I’ve known about Cataldo for a few years now- my best friend and roommate for nearly two years found him on the internet once, a random Myspace find I think (he was always good for accidentally happening across wonderful bands on the internet, but I digress) and to be frank I wasn’t really that into it. There were two songs that were alright: I liked Wedding Cake, off the self-titled first album because it told a pretty story about a man accepting the love of his life marrying someone else, and Black and Milds off of the second album, Signal Flare, because it’s catchy as all hell. Seriously, listen to that song once, you’ll be singing the chorus for the rest of the day. Other than those two songs though, I just didn’t see it. Just another generic folk band who kind of wanted to be Bright Eyes and kind of wanted to be Iron and Wine.
Cataldo released their newest album, Prison Boxing, in late September of last year and I was fully prepared to feel mostly unimpressed when my old roommate called me to tell me about how amazing it was. I checked it out though, and I was hooked. I listened to it, and then I listened to it again to make sure it really was as good as it seemed that first listen. Then I listened to it again. And again. This went on for over a week. I’ve probably listened to Prison Boxing three hundred times since it was released and honestly it just keeps getting better. I’m actually listening to it right now and I really should stop because it keeps distracting me and at this rate this article will never be finished. It’s the perfect folk album, telling tales of heartbreak and separation and the worst parts of a man’s life through a lens of cheerful sounding, uplifting music. It’s an interesting dichotomy and it works out beautifully.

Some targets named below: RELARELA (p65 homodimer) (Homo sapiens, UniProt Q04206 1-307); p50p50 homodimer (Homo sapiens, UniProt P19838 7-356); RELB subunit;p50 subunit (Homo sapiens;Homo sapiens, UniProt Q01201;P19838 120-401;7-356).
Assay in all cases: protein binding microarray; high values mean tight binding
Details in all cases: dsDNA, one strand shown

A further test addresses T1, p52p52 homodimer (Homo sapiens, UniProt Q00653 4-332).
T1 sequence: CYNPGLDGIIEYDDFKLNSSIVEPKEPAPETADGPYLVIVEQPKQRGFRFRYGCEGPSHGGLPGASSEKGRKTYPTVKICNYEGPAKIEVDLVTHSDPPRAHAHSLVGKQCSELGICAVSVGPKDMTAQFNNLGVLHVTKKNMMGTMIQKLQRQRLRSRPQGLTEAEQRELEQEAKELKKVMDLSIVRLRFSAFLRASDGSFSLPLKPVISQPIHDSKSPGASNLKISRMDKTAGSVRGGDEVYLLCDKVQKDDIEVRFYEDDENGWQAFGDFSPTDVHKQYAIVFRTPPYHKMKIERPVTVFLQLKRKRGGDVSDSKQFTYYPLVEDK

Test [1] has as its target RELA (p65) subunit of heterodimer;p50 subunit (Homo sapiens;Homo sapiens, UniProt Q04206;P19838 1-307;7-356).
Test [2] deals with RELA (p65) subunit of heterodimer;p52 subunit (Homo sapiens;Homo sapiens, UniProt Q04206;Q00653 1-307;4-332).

A little about Cataldo, now. Cataldo is the stage name of singer-songwriter Eric Anderson and the ever revolving group of musicians that play with him sometimes. Anderson started recording back in 2005 with the self titled album that I mentioned earlier, and a few years later he released Signal Flare, which sounds a little more well produced and is a little higher quality in terms of material. Then last year Prison Boxing came out, and it’s like they’ve transcended into some higher plane of musical ability. I’m not sure what terrible heartbreak Eric Anderson went through in order to create such beautiful music, but I can only hope it happens to every other musician out there.
None of the youtube videos are particularly good quality, so here is a link to his bandcamp page- you gotta listen to Prison Boxing, it’ll change your life I swear. And in retrospect, the older stuff isn’t half bad, either.
Written by Logan Scott Ford
-Logan, Cody & jeff
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